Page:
Thursday, May 31, 2007

Island Hopping and Backpacking in Greece

Island Hopping and Backpacking in Greece - How has the organised tourist industry affected backpacking and island hopping in Greece

During the 1960s and 1970s the highest percentage of mainstream tourism of Greece for independent travellers was young people, backpacking under their own steam, hopping from island to island and finding cheap rooms to rent when they arrived at each island. This was easily done because at every port there would be many Greek people waiting for the boats and holding up their sign advertising 'Rooms to Let'.

Many of these young people came from the United States of America and West European countries such as Germany, Holland, Italy and France. This was the time when all you needed to travel was the basic amount of clothes and a sleeping bag. If you couldn't find accommodation you could sleep on the beach. Ironically, those same beaches today are some of the most popular for organised holidays. Beaches such as those found on Mikonos, Paros, Naxos, Ios and Crete.

There were no controls over standards of rooms and often ten young people would be squashed into a tiny, basic and not very clean room. the Greeks didn't have to get a license in order to rent a room out in their house and sometimes any overflow would be accommodated by turfing a family member from their bed and installing the paying tourist. I remember, back in those days, staying in the Old Town of Rhodes in such a 'Rooms to Let' premises. The owner had about thirty cats and in one room five people were crammed in. At the same time, Matala, in Crete, had become a world renowned hippy paradise, where young people would forgo the cheap rented rooms and camp out, sleeping in nearby caves.

Not only was any potential accommodation unlicensed but the ships taking people from one island to the next were equally unorganised and uncontrolled. The Greek passenger boats and the Greek ferries were often dangerously overcrowded and little regard was given to the health and safety of the passengers.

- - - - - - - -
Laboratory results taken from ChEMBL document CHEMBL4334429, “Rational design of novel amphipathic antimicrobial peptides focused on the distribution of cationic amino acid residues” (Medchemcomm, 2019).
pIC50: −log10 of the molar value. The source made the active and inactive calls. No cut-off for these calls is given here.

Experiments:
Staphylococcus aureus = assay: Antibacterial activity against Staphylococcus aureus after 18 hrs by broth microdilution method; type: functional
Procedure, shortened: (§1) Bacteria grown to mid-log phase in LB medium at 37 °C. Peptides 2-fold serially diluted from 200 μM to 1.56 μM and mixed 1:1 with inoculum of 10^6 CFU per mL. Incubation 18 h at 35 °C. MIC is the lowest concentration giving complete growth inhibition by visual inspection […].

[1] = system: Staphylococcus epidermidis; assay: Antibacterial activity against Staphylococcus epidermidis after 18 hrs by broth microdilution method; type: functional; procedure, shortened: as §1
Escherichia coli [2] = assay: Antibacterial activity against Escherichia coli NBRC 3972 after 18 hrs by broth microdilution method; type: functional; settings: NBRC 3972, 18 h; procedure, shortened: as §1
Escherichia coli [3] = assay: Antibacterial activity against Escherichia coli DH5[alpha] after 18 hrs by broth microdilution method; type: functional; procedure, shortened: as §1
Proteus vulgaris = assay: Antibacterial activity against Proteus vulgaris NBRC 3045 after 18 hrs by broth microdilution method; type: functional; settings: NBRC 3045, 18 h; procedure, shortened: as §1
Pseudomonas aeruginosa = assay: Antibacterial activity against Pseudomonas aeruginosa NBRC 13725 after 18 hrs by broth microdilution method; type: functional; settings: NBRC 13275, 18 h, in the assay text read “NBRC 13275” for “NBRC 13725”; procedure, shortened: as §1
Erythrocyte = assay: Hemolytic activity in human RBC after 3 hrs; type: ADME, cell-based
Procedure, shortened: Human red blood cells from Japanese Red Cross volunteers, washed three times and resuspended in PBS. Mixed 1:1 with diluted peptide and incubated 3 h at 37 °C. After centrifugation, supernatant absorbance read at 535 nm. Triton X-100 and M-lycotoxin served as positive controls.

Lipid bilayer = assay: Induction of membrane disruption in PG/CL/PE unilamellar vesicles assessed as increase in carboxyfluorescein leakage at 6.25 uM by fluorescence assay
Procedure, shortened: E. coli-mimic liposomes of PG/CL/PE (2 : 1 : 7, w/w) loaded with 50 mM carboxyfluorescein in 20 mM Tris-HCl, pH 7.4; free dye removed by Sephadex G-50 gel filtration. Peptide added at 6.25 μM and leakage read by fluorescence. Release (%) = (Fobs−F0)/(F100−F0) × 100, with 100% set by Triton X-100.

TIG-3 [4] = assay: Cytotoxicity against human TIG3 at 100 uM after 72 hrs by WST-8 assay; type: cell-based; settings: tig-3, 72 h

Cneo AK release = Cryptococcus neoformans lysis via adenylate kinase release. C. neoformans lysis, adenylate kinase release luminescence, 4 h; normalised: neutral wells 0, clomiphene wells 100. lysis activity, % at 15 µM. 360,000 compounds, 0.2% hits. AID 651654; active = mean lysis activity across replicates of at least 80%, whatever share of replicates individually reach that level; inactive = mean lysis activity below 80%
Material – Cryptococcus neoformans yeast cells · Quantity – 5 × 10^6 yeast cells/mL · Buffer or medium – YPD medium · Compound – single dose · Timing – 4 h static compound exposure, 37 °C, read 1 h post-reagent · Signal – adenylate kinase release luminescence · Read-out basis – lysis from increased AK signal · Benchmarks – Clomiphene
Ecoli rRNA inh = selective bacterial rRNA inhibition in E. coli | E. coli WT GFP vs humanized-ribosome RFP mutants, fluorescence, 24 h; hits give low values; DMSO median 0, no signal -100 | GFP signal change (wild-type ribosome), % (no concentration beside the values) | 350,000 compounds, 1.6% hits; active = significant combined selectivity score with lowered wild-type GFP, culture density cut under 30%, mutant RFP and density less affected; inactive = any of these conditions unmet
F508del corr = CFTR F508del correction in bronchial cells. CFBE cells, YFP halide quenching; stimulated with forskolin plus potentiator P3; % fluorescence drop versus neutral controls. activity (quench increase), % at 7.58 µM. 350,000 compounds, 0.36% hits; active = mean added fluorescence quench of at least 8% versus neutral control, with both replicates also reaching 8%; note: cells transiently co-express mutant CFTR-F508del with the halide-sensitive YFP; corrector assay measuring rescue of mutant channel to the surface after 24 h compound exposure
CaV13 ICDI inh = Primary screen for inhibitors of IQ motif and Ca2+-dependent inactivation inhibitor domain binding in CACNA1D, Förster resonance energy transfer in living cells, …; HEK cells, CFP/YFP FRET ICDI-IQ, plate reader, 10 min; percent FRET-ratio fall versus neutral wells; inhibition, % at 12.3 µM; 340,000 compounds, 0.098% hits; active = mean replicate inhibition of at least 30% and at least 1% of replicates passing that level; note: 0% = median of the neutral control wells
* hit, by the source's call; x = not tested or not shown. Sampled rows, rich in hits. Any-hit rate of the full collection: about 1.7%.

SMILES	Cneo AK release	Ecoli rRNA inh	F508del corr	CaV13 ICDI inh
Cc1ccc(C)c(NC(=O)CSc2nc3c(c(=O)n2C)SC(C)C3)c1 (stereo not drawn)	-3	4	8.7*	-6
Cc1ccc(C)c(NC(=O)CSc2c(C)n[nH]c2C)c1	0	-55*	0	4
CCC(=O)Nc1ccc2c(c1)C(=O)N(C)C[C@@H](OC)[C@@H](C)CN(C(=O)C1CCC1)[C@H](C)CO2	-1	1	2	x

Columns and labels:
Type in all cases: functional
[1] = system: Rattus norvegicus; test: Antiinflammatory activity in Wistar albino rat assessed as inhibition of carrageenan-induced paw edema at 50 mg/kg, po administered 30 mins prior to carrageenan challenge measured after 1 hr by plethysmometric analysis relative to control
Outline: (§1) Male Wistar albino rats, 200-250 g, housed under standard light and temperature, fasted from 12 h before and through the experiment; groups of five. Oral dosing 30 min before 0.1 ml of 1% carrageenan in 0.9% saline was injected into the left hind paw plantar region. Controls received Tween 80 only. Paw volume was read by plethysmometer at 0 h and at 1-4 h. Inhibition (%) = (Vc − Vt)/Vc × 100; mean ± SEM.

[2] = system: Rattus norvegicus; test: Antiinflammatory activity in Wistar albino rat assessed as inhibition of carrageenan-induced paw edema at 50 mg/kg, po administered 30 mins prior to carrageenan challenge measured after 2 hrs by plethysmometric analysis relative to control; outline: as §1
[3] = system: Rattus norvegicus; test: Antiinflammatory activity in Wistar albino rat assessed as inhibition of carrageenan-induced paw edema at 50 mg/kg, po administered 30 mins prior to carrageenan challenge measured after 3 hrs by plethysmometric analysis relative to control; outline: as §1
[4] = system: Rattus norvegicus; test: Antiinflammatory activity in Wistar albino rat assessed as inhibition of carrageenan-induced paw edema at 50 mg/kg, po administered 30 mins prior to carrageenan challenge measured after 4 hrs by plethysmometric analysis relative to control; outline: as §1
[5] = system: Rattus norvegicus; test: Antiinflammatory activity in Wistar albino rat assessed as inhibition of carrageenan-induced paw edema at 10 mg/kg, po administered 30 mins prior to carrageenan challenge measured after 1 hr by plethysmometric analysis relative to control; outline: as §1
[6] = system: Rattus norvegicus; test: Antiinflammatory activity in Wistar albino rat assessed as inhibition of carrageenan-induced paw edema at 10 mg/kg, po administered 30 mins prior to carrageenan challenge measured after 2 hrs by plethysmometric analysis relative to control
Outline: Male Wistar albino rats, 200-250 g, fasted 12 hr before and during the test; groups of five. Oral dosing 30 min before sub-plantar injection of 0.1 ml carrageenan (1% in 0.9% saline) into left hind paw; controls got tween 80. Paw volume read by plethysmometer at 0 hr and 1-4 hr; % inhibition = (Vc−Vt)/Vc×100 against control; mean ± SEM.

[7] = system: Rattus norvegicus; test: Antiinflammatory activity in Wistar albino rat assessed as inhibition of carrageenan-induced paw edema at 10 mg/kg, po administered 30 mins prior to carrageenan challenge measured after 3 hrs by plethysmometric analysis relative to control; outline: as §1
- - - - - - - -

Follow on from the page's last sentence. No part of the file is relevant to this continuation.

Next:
This was a time when Greece was recovering from its post-war economic depression. Times were hard all over Greece and this sudden interest in their country by these young people was a golden opportunity not to be missed.
thankfully now, for both the Greeks and the tourists, these days are long gone. Today, backpacking and island hopping are still popular but not just for the young and unconventional. Those that were young back in the 1960s and 70s are still coming and still hopping, but the conditions of travel and the accommodation they will stay in is now on a par with other modern, developed, European countries.

Package holidays now exist that include Greek island hopping with all accommodation at each stop of point pre-organised. The internet too has had a profound effect. Holiday makers who are not entranced with organised package deals can pre-book their rooms on each island with the security of knowing that they will be well looked after in clean, modern and licensed accommodation.
You can, however, still find people advertising their rooms at the ports and harbours, but now their rooms will be licensed and inspected.

Legislation has also been introduced governing the amount of passengers on ships. Tickets can not longer be purchased on board but must now be bought at kiosks at the ports. The ships are clean, well run, fast and super modern. For example, back in the 'bad old days' going by Ferry from Piraeus to Crete used to take twelve hours. Today, with the super fast boats the journey takes only six hours. New forms of sea transport have also been introduced like hydrofoils and katamarans which makes island hopping faster and more enjoyable.

Many Greek islands now have an airport. Some of these are tiny receiving one flight a day from Athens but many of the larger islands have several daily flights and charters departing and arriving from all over Europe. 
Obviously all these modern developments comes at a cost. Greece is still cheap when you compare to other popular European holiday destinations like Spain, Italy and Portugal. However, it is no longer possible to expect to find a room for less than 40 euros per night in high season. With the introduction of the Euro in 2003, Greek people suddenly found their own cost of living rise and this too must impact on the visitor - so as a result, forget a cup of coffee for two drachmas, a Greek salad for ten, an ouzo for two and a room for the night for around 100. This was ridiculously cheap then you consider that 1 euro today is equivalent to 330 drachmas.

In conclusion, although Greece is no longer the pauper of Europe, having successfully pulled itself into being a modern, developed and sophisticated member of the EU with its people now receiving a comparably good standard of living, it has not lost its 'filoxenia'. The baby has not been thrown out with the bath water! Wherever you go, you will still find exactly the same friendly, hospitable people, colourful and energetic, wanting to make your holiday in their country one that you will always remember and one that you will want to repeat.


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